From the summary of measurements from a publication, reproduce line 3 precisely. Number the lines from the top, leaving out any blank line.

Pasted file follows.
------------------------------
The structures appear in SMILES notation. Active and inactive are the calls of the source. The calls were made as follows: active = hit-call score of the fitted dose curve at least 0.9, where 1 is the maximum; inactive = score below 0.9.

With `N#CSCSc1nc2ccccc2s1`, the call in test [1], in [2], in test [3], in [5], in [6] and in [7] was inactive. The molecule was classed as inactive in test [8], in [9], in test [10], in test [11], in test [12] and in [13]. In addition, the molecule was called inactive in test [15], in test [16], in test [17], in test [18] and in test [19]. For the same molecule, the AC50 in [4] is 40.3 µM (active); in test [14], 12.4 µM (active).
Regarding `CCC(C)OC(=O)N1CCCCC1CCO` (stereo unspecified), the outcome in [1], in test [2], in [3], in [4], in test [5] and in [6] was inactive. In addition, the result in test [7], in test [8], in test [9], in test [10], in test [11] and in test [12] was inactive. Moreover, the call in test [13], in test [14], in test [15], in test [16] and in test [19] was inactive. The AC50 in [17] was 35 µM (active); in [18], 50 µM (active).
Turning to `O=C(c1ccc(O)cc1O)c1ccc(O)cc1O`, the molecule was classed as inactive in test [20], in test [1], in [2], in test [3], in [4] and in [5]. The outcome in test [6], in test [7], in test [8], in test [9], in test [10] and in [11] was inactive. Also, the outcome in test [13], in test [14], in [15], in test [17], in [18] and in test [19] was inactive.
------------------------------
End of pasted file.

Regarding `CCC(C)OC(=O)N1CCCCC1CCO` (stereo unspecified), the outcome in [1], in test [2], in [3], in [4], in test [5] and in [6] was inactive. In addition, the result in test [7], in test [8], in test [9], in test [10], in test [11] and in test [12] was inactive. Moreover, the call in test [13], in test [14], in test [15], in test [16] and in test [19] was inactive. The AC50 in [17] was 35 µM (active); in [18], 50 µM (active).